Elijah Wood has a rough few days in Ant Timpson’s directorial feature debut.
(This review is part of our coverage of the 2019 Fantasia International Film Festival.)
Come To Daddy is a challenging film to review, if only because it hinges on a turn of events that are better left discovered by audiences. The feature directorial debut of prolific producer Ant Timpson (The Greasy Strangler, Turbo Kid, The ABCs of Death) defies convention by liberally jumping between genres and tones in a way that feels like several very different drafts of the same story have been stitched together.
The basic logline appears straightforward on the surface: thirtysomething DJ Norwal (Elijah Wood) treks through the woods to a remote elevated cabin on a lake at the request of his estranged father (Stephen McHattie). Norwal is a little precious: he’s introduced dragging his suitcase through the woods and immediately loses his hat, suggesting that he’s not in his natural element. His LA bowl cut and asymmetrical, high fashion clothes also offer a hilarious contrast with his environment (think Dan Levy’s David Rose from Schitt’s Creek and you get the idea).
Upon arriving at a gorgeous, “60s alien pod” house, Norwal is confronted with his absent father figure – a gruff, distant man who seems both put-off and bemused by him. McHattie is perfectly cast as the disapproving father: he has a mildly sinister gleam in his eye and easily conveys the man’s take-no-BS attitude. There’s an air of tension in every interaction the pair share, whether it’s an uncomfortable dinner discussion about Norwal’s suicide attempt due to “alcohol dependency” or when Dad calls out his son’s tall-tale about knowing Elton “Reginald” John.
Come To Daddy only becomes odder when the tension turns to actual violence. Writer Toby Harvard has a tendency to change the plot on a dime, allow a new status quo to settle in and then, just when the plot begins to feel comfortable again, shake things up again. Odd sounds in the night, a police officer with a curious belief about tiny eyes, a potential romance with a coroner, and a trap door all figure into the proceedings.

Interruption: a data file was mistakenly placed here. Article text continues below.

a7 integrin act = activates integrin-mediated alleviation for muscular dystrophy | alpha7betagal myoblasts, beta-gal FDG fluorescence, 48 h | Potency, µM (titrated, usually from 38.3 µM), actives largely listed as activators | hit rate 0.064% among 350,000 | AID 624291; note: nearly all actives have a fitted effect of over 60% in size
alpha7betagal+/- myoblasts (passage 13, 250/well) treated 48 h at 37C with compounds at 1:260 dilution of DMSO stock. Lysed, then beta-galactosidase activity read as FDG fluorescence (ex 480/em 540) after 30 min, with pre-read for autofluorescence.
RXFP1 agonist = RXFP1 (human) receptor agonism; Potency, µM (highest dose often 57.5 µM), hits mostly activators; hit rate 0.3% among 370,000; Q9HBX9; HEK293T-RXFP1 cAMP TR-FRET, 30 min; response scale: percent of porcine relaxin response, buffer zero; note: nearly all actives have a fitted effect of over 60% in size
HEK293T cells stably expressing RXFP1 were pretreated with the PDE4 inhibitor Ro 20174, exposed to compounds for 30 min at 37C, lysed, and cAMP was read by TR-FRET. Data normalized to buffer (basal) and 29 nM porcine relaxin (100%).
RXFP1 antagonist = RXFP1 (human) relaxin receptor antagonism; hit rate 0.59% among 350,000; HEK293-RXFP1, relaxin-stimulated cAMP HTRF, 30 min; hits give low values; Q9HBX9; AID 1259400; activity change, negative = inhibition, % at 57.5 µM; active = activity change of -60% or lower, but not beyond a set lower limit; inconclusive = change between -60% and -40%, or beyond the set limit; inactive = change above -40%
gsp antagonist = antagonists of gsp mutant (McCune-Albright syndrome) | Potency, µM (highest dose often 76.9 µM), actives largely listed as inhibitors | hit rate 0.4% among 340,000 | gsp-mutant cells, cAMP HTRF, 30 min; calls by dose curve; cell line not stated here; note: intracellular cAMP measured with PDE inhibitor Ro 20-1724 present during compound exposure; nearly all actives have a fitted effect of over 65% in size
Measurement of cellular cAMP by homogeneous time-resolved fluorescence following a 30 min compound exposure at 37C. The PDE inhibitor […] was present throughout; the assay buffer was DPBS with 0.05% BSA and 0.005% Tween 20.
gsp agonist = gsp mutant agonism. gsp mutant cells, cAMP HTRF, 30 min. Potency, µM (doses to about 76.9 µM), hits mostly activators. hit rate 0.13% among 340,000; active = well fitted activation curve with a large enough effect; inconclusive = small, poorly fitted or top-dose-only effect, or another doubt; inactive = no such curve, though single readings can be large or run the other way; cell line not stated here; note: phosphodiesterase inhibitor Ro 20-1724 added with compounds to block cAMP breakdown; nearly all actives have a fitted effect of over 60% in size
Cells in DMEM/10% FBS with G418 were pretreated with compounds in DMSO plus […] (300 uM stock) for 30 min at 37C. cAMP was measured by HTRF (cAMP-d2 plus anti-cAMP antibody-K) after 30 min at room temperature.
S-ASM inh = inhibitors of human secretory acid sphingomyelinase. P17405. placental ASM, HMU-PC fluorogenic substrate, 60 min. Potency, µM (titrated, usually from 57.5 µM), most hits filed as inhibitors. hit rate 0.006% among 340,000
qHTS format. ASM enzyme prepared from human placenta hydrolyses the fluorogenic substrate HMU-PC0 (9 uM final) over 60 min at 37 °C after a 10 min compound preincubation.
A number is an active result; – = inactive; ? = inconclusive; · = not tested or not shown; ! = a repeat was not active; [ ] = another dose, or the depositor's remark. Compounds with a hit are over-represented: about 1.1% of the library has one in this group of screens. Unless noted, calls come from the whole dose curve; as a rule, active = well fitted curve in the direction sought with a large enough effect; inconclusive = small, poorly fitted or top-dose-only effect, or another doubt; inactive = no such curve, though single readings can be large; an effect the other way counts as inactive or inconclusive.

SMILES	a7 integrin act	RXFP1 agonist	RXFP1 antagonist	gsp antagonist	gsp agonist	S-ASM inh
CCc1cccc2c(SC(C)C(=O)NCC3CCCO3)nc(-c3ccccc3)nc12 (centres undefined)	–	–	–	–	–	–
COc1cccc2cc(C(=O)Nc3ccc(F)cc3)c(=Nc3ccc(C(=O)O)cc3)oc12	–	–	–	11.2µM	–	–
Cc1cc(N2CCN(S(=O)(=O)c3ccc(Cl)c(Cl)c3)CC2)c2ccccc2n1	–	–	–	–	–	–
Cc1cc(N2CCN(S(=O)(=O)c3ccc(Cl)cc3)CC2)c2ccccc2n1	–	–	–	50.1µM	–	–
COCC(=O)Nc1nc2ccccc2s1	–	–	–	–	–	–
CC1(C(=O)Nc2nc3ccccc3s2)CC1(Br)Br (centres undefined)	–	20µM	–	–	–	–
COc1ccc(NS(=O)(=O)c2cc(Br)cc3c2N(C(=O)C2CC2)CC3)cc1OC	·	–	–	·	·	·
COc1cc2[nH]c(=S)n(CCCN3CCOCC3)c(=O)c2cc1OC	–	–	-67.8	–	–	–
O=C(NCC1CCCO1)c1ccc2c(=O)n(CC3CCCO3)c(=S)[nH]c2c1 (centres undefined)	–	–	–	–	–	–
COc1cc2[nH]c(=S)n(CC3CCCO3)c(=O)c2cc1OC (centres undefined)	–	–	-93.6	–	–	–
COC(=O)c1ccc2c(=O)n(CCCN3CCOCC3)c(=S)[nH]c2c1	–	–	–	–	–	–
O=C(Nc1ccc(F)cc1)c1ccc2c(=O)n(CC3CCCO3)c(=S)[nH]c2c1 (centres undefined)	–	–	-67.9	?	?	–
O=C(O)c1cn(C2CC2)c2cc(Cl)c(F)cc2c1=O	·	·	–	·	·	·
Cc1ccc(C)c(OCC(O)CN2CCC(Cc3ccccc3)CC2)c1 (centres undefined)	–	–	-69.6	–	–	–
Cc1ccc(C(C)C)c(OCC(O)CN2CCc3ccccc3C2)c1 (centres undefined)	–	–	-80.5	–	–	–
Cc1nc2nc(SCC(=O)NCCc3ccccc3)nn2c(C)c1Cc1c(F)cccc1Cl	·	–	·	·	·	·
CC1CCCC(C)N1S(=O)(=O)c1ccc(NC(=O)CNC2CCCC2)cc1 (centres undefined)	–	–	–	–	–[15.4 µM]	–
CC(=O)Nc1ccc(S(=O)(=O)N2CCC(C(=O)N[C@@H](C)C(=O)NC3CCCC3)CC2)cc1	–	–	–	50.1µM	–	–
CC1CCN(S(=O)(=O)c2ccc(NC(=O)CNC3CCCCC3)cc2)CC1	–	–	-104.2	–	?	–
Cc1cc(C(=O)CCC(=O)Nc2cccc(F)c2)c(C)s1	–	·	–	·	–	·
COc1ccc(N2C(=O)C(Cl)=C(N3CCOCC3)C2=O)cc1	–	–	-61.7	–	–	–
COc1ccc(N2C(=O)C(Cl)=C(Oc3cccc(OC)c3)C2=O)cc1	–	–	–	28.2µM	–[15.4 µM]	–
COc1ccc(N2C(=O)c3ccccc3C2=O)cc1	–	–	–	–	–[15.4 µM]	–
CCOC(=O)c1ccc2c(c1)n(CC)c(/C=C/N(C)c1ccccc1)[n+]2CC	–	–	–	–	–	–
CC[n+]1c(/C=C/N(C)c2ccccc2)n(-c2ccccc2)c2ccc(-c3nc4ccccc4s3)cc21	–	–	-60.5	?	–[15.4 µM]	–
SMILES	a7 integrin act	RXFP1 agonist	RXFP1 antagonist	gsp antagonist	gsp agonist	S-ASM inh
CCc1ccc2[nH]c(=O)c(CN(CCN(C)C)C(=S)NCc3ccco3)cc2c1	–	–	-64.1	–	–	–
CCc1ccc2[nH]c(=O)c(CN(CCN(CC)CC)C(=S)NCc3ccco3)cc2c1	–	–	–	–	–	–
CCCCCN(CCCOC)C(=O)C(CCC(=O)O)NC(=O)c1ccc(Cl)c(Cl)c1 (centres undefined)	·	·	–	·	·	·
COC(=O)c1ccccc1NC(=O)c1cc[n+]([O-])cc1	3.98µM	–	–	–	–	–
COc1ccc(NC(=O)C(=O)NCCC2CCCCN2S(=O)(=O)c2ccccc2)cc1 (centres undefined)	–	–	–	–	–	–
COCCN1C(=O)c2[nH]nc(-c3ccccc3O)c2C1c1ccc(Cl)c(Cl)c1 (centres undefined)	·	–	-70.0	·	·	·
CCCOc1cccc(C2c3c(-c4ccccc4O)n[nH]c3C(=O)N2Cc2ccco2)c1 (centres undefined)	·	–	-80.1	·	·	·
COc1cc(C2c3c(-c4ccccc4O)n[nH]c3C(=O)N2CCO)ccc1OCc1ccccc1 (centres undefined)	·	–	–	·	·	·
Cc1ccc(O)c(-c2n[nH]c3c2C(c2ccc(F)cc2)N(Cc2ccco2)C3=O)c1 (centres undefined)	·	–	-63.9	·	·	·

Come To Daddy only becomes odder when the tension turns to actual violence.
The mild narrative whiplash can make for a difficult balance, however. Wood is required to carry nearly the entirety of the film, and though the genre vet handles the emotional and the mild physical elements of the film well, as a character Norwal feels slightly unformed. His backstory and reticence to engage with difficult or uncomfortable situations definitely inform his arc, particularly as Norwal is required to take on more and greater responsibilities to guarantee his survival. When Come To Daddy shifts into a revenge-based thriller, though, the character recedes and the violence becomes the driving factor.
With that said, the violence is quite good. There are a few moments that require a suspension of disbelief, but for the most part, Come To Daddy’s setpieces have a grounded realism that feels authentically gritty and inelegant. This isn’t John Wick fight choreography; it’s a battle to survive and things get messy and unexpectedly dirty. It is here that Timpson’s direction, frequently cutting or framing to suggest the violence rather than show it outright, and Harvard’s genre-mixing script reach their potential.
Despite its occasionally polarizing shifts in tone that wind up de-prioritizing character in favour of gory violence, Come To Daddy is a solid thrill ride. It’s worth checking out if only to see when and how it will change forms.
Plus, you know, the violence.